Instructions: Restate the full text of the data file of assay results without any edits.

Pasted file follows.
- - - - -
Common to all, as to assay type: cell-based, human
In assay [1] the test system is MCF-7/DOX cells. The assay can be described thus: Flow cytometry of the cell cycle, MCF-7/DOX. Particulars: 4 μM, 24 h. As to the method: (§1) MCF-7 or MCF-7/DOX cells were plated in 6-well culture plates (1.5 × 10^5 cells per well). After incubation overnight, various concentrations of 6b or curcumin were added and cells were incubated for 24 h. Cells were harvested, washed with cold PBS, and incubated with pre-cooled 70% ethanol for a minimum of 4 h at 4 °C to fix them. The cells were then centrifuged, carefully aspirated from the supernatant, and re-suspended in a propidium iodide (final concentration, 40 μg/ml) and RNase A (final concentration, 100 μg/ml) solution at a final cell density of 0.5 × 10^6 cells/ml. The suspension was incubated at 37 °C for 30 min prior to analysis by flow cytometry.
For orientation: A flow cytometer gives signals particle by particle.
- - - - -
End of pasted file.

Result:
Common to all, as to assay type: cell-based, human
In assay [1] the test system is MCF-7/DOX cells. The assay can be described thus: Flow cytometry of the cell cycle, MCF-7/DOX. Particulars: 4 μM, 24 h. As to the method: (§1) MCF-7 or MCF-7/DOX cells were plated in 6-well culture plates (1.5 × 10^5 cells per well). After incubation overnight, various concentrations of 6b or curcumin were added and cells were incubated for 24 h. Cells were harvested, washed with cold PBS, and incubated with pre-cooled 70% ethanol for a minimum of 4 h at 4 °C to fix them. The cells were then centrifuged, carefully aspirated from the supernatant, and re-suspended in a propidium iodide (final concentration, 40 μg/ml) and RNase A (final concentration, 100 μg/ml) solution at a final cell density of 0.5 × 10^6 cells/ml. The suspension was incubated at 37 °C for 30 min prior to analysis by flow cytometry.
For orientation: A flow cytometer gives signals particle by particle.